A. Yehuda Warburg
to refrain from any self-dealing, and the obligation not to misrepresent
any fact relating to the trade.4 As such, brokers are not mere “order clerks”
mechanically executing buy and sell orders. Nevertheless, the broker’s
services are transaction-speciﬁc and are limited to a faithful execution of
the client’s instructions; rather than offering risk assessments such as the
dangers of the lack of diversiﬁ cation or over-concentration in volatile se-
curities.5 In many instances, account agreements make it explicitly clear
that the customer is responsible for his own investments.6
4Leib v. Merrill Lynch, Pierce Fenner & Smith, Inc., 461 F. Supp. 951, 952-953
(E.D. Mich. 1978),afﬁ rmed, 647 F.2d 165 (6th Cir. 1981); Merrill Lynch Pierce
Fenner & Smith, Inc. v. Cheng, 901 F. 2d. 1124, 1128 (D.C. Cir. 1990).
Clearly, thehalakhot ofshelihut andshemira furnish guidelines in deﬁning the bro-
ker-client relationship. Nevertheless, given that we are dealing with monetary matters,
halakha allows the parties to determine their own business relationship, provided that
the arrangement complies with a proper form, e.g.kinyan and, is not violative of any
prohibitions such as theft or the interdict against takingribbit. SeeKiddushin 19b;
Bet Yosef, Hoshen Mishpat 305:4; Rema, Hoshen Mishpat 344:1. Consequently, if the
prospectus or written agreement between the broker and customer varies from the
norms of hilkhot shelihut andshemira, the agreement will be valid and binding upon
Pursuant to most decisors, such an arrangement will exempt the broker from re-
sponsibility for any negligent behavior. See Meiri, Bava Metsia 94a; Teshuvot Maharit,
Vol. 2, Hoshen Mishpat, no. 116; Arukh ha-Shulhan, Hoshen Mishpat 344:1. Cf. R.
Baruch of Regensburg, Or Zarua, Bava Metsia, no. 297.
Finally, once the client signs off on the agreement, generally speaking he cannot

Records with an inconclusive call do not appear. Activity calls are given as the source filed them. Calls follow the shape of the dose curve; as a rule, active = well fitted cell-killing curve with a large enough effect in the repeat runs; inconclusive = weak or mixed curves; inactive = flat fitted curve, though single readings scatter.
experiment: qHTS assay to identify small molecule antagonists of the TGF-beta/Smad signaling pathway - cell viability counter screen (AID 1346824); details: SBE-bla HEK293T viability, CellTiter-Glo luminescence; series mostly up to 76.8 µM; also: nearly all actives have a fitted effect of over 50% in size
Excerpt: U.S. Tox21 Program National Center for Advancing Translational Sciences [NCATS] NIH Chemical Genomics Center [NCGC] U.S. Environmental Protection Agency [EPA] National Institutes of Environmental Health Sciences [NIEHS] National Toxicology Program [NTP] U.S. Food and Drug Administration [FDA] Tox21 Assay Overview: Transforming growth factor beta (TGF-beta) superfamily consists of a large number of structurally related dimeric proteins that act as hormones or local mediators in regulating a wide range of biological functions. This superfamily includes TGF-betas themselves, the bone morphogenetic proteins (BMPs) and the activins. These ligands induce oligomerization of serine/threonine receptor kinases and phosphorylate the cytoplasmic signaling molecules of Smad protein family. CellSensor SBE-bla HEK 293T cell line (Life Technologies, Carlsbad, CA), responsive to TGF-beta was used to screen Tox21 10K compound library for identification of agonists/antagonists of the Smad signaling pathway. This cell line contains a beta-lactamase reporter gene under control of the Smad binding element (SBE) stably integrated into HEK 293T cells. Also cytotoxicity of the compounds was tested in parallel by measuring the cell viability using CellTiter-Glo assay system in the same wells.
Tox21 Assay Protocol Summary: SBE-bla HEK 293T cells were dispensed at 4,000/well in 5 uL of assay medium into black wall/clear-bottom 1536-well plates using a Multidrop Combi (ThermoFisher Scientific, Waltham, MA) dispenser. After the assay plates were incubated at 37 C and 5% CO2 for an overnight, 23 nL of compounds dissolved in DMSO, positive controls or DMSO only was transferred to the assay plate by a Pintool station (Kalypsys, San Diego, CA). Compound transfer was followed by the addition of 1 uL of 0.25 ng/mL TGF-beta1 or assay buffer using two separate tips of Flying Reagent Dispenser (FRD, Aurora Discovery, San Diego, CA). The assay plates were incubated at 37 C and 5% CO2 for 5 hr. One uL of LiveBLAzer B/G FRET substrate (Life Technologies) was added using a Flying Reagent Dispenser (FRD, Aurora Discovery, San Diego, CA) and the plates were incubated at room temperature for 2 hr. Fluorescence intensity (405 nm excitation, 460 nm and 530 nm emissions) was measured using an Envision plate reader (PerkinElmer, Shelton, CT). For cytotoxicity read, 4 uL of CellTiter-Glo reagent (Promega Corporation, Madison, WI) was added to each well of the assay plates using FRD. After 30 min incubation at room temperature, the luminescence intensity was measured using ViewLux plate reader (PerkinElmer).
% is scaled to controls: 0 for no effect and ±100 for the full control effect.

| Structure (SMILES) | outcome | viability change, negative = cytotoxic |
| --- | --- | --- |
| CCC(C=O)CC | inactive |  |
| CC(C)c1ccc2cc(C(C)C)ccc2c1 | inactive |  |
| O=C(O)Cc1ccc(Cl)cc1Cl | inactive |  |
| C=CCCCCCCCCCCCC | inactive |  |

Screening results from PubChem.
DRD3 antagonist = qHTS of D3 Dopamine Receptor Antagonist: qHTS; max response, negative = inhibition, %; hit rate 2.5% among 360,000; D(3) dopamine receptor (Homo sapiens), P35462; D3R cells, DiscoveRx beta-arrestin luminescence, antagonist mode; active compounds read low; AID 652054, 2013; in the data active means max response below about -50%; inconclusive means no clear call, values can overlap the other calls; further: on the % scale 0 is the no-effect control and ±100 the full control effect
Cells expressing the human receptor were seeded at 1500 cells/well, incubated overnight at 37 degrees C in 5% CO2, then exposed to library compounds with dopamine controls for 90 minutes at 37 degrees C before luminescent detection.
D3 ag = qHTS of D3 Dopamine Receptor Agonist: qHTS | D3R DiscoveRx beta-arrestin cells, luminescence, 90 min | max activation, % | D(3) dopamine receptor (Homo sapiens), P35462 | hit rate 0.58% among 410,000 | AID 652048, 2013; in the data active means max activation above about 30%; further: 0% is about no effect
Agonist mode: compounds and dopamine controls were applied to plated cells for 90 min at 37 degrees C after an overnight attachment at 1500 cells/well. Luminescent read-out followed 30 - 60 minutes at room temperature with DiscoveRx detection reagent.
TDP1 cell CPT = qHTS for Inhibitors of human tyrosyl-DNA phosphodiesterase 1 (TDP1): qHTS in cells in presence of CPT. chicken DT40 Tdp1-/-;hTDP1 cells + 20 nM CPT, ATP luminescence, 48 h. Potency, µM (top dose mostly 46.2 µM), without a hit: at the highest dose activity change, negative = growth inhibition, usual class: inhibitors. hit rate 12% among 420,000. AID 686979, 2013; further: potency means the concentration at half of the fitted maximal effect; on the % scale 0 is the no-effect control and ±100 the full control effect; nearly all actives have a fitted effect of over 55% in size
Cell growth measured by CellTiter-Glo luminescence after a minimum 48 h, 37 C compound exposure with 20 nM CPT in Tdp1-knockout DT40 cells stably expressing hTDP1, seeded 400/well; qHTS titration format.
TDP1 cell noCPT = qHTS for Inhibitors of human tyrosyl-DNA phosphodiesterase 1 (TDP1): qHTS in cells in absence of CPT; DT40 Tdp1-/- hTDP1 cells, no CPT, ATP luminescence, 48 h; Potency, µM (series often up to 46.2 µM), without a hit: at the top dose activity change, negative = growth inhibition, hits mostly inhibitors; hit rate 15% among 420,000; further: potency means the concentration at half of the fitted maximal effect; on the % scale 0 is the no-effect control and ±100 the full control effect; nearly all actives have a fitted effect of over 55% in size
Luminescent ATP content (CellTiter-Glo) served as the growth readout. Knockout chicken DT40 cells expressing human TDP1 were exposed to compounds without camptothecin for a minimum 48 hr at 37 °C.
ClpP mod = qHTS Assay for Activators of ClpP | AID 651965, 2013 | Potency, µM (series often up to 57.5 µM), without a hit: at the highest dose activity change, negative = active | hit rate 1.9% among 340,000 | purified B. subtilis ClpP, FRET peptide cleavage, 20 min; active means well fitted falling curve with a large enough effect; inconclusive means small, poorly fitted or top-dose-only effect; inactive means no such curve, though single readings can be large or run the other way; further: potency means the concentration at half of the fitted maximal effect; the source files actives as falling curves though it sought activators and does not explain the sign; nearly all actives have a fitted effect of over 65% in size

subsequently claim that he did not understand what he signed or failed to read all the
provisions of the agreement. See Shulhan Arukh, Even ha-Ezer 61:13, Shulhan Arukh
and Rema, Hoshen Mishpat, 45:3. For a contemporary application of this ruling to
brokers, seePDR, supra n. 3, at 25.
5Possibly a broker would breach his duty to his client if the broker front-runs an
order authorized by the customer by trading in advance of executing the order, per-
haps in awaiting its impact on the market.
6Should a customer be unsophisticated with regard to ﬁnancial matters or exhibit
diminished capabilities such as being a victim of a stroke, the broker is additionally ob-
ligated to inform his customer regarding any attendant risks in choosing a particular
security. In such circumstances, the broker effectively assumes control of the account,
negating its nondiscretionary status. See Hecht v. Harris, Upham & Co., 430 F. 2d
1202 (9th Cir. 1970); Leib v. Merrill Lynch, Pierce Fenner & Smith, Inc., 461 F. Supp.
951, 954-955 (E.D. Mich. 1978),afﬁ rmed, 647 F.2d 165 (6th Cir. 1981);); Duffy v.
Cavalier, 264 Cal. Rptr. 740, 750 (Ct. App. 1989); Beckstrom v. Parnell, 730 So. 2d
942 (La. Ct. App. 1998).
Cf. case law which mandates a broker’s duty to warn a sophisticated client regard-
ing the dangers of certain risky investment choices. See Gochnauer v. A.G. Edwards
& Co., 810 F.2d 1042, 1044 (11th Cir. 1987; Quick & Reilly, Inc. v. Walker, 930 F.
2d 29 (9th Cir. 1991).